Sip and Cider: Detroit’s First Black-Owned Cider Mill Launches on West Side

Detroit residents are now able to enjoy the perks of a fall favorite in their own backyard as a new Black-owned cider mill and farm opens its doors on the city’s west side. Located just shy of the Lodge Freeway on Woodrow Wilson and Rosa Parks, the organic farm is bringing more than just cider and donuts to the community.

Detroit Farm and Cider is the first of its kind in the city and looks to give citizens the chance to enjoy a classic fall experience while exploring farm animals, zip-lining, and climbing walls. Owner and Detroit native Leandra King launched just in time for the fall season with plans to extend its reach.

“Essentially we’re the first Black-owned cider mill and also the first in Wayne county,” King says.

From humble beginnings, the now entrepreneur discovered her love of farming at a young age. Despite hardships, the local farmer discovered a way to find peace through gardening.

“I was actually in the juvenile system at 10. I was taken away from my father. I spent a couple years in juvie and then I aged out of the system,” King says of her upbringing. “I realized my healing and the healing from my trauma would come from the Earth.”

 

Now, equipped with her love of farming, King is looking to do something unprecedented in the city of Detroit. The farm, which features over 100 organically treated fruit trees, also provides a space where Detroiters can unwind.

“We also have music. We have different bands who come out and play,” King says. “We have a whole bunch of cherry trees.”

Complete with a running water retention pond and a zipline that extends across 100 feet, the newest Detroit attraction is looking to service the community it serves. Detroit Farm and Cider also features several programs aimed at helping youth with mental wellness.

“My goal is to tap into other arenas that are needed in the community. We have storytime with a Black author who writes stories about self-esteem. Next summer, we’re going to feature camps where kids can learn about farming,” King says.

As the pandemic has forced economic hardships on many inner-city residents, Detroit Farm and Cider is doing its part in making sure the community has access to fresh foods, weekly produce boxes and staples such as cider and donuts. With the use of their EBT cards, visitors will be able to purchase fresh produce along with cider and donuts.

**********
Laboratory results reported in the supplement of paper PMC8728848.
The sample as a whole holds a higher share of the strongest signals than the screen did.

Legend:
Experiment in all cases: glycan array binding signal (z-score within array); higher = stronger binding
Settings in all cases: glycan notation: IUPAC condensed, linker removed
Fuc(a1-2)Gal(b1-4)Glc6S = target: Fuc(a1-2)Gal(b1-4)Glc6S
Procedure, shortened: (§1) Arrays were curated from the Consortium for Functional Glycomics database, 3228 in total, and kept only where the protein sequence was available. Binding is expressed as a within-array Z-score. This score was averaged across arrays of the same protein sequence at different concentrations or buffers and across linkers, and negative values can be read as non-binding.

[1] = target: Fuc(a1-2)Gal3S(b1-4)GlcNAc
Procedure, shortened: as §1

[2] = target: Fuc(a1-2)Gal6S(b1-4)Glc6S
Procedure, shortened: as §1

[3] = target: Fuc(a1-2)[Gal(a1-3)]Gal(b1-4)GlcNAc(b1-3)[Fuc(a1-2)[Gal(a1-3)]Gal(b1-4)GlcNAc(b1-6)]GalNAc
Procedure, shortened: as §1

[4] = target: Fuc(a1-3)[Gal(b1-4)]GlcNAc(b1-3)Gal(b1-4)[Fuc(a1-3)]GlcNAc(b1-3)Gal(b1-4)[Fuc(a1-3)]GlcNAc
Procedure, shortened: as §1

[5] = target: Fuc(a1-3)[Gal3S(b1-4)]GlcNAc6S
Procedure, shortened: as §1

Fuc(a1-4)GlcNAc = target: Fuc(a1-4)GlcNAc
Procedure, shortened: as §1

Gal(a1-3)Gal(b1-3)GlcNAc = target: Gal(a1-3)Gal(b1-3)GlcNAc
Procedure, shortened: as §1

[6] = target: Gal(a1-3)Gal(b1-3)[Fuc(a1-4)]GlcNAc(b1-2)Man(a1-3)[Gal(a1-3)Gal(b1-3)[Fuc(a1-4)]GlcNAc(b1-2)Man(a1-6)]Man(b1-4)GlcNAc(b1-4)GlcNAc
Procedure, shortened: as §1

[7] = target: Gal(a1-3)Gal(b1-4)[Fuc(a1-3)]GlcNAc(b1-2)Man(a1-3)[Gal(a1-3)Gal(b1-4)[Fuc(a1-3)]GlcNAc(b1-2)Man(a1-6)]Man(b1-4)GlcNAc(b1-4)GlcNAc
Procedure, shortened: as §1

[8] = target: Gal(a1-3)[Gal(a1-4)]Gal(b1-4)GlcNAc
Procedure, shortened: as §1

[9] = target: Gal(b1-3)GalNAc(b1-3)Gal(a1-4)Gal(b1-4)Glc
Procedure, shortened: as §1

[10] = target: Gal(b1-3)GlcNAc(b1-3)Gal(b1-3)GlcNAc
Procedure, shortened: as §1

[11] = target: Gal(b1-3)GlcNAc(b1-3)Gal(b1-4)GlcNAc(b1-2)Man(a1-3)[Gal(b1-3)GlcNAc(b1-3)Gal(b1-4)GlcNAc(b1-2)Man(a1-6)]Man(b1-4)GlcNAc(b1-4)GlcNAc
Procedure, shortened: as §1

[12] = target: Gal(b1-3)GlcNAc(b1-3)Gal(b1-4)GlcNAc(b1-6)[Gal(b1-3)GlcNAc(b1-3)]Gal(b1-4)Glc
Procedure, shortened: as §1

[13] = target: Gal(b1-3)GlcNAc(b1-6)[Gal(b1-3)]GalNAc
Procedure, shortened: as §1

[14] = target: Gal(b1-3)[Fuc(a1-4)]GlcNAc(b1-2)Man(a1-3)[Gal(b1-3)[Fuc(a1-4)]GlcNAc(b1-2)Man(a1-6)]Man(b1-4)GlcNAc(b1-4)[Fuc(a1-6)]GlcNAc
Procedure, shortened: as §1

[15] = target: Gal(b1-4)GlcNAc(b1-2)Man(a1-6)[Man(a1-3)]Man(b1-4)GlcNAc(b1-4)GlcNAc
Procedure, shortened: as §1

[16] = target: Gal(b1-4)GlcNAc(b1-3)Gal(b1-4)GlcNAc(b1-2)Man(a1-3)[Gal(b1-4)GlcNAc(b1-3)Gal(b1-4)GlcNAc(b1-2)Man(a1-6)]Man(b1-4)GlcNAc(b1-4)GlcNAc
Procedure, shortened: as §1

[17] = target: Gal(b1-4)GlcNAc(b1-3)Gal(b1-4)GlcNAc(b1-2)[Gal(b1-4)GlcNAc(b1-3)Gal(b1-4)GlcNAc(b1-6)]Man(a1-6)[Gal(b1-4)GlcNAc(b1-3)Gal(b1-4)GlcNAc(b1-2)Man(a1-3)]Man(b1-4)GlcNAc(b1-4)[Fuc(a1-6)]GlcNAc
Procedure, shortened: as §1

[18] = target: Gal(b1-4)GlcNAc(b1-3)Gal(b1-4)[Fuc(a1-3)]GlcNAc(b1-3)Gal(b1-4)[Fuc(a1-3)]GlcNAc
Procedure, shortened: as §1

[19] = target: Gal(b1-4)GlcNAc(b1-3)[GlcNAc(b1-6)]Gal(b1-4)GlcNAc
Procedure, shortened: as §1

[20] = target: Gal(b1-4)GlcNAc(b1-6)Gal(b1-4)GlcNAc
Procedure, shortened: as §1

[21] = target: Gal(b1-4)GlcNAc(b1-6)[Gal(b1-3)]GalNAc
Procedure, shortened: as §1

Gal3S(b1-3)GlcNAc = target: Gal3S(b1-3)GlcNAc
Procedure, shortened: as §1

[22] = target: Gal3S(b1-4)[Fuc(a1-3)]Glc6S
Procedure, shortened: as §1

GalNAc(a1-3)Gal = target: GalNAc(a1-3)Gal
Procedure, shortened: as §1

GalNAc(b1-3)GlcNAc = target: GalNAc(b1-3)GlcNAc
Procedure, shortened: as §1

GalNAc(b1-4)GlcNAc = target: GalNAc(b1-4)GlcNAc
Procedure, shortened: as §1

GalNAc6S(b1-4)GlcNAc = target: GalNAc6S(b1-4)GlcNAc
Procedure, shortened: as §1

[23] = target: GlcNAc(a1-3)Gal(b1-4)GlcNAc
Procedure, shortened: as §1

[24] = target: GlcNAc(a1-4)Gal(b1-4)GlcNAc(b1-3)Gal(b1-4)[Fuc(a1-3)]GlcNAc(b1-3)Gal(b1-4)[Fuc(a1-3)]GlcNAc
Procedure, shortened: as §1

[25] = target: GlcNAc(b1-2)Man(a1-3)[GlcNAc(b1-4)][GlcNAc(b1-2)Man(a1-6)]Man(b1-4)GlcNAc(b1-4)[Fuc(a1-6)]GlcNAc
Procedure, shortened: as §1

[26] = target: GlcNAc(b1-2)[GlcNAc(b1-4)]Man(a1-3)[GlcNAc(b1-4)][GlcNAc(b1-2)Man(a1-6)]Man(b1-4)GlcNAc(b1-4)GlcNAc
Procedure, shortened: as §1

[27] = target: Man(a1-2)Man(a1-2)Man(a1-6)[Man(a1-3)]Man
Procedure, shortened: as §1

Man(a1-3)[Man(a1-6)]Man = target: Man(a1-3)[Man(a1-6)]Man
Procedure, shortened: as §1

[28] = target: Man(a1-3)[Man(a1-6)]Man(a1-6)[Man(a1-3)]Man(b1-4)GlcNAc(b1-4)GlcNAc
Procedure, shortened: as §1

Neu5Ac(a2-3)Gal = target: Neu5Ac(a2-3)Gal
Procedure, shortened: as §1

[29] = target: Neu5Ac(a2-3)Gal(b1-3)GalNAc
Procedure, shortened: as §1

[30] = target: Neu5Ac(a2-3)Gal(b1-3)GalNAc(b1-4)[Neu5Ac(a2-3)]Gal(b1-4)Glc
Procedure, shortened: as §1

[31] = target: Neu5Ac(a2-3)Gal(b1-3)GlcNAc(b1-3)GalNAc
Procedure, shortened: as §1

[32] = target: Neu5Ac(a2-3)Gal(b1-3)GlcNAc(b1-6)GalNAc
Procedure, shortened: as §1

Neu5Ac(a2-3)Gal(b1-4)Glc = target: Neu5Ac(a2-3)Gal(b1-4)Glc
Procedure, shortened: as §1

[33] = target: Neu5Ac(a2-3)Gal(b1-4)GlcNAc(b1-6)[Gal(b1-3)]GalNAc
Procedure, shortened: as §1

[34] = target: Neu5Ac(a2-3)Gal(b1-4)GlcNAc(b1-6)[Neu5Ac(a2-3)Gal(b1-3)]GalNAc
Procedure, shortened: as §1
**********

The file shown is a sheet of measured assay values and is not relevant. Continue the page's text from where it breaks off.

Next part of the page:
“As long as they’re not purchasing hot food. Not only can they purchase cold cider and donuts, we have Zsa Zsa Soups and it’s healthy and organic,” King shares.

Despite not being able to produce its own cider this season, Detroit Farm and Cider is keeping a fresh supply of donuts and cider for its customers and already has production plans for next year’s harvest.

“This year we weren’t able to produce our own donuts and cider, but next year, we’re going to have vegan donuts and press our own cider. We’re now receiving cider and donuts from Miller Orchards.

With no intention on slowing down, the farm is gearing up for Michigan’s cold winters. Doors will be open through the colder months, and operations on the farm will continue.

“We have the heated greenhouses, so we do plan on staying open,” King shares.

Since officially launching in October, the cider mill has been met with support from the community. With a steady flow of visitors and increasing, Detroit Farm and Cider is planting its roots in the city it loves.

“I’m so excited about the support we’re received. It’s been overwhelming,” King shares. “This is where my heart is. I connect to this neighborhood. I am not leaving Detroit.”

Admission to the cider mill is free while attractions and food have their own charges. For more information, visit their website at www.detroitfarmandcider.com

 

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